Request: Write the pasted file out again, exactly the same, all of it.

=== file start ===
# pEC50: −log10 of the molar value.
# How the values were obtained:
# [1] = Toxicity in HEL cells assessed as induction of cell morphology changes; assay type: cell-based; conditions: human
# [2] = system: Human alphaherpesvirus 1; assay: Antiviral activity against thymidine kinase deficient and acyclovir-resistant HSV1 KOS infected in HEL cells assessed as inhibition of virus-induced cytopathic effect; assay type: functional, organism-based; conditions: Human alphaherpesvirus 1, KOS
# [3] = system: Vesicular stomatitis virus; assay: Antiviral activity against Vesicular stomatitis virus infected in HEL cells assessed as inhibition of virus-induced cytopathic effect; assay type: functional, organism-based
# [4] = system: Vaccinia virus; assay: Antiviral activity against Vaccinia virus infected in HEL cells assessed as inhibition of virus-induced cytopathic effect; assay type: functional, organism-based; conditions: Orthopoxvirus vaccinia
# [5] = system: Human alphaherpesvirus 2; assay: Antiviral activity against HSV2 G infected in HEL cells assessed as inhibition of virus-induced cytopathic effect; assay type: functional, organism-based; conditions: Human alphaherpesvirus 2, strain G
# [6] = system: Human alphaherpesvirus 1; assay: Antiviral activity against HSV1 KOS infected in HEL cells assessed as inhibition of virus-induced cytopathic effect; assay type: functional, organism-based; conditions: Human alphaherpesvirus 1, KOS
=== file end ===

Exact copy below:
# pEC50: −log10 of the molar value.
# How the values were obtained:
# [1] = Toxicity in HEL cells assessed as induction of cell morphology changes; assay type: cell-based; conditions: human
# [2] = system: Human alphaherpesvirus 1; assay: Antiviral activity against thymidine kinase deficient and acyclovir-resistant HSV1 KOS infected in HEL cells assessed as inhibition of virus-induced cytopathic effect; assay type: functional, organism-based; conditions: Human alphaherpesvirus 1, KOS
# [3] = system: Vesicular stomatitis virus; assay: Antiviral activity against Vesicular stomatitis virus infected in HEL cells assessed as inhibition of virus-induced cytopathic effect; assay type: functional, organism-based
# [4] = system: Vaccinia virus; assay: Antiviral activity against Vaccinia virus infected in HEL cells assessed as inhibition of virus-induced cytopathic effect; assay type: functional, organism-based; conditions: Orthopoxvirus vaccinia
# [5] = system: Human alphaherpesvirus 2; assay: Antiviral activity against HSV2 G infected in HEL cells assessed as inhibition of virus-induced cytopathic effect; assay type: functional, organism-based; conditions: Human alphaherpesvirus 2, strain G
# [6] = system: Human alphaherpesvirus 1; assay: Antiviral activity against HSV1 KOS infected in HEL cells assessed as inhibition of virus-induced cytopathic effect; assay type: functional, organism-based; conditions: Human alphaherpesvirus 1, KOS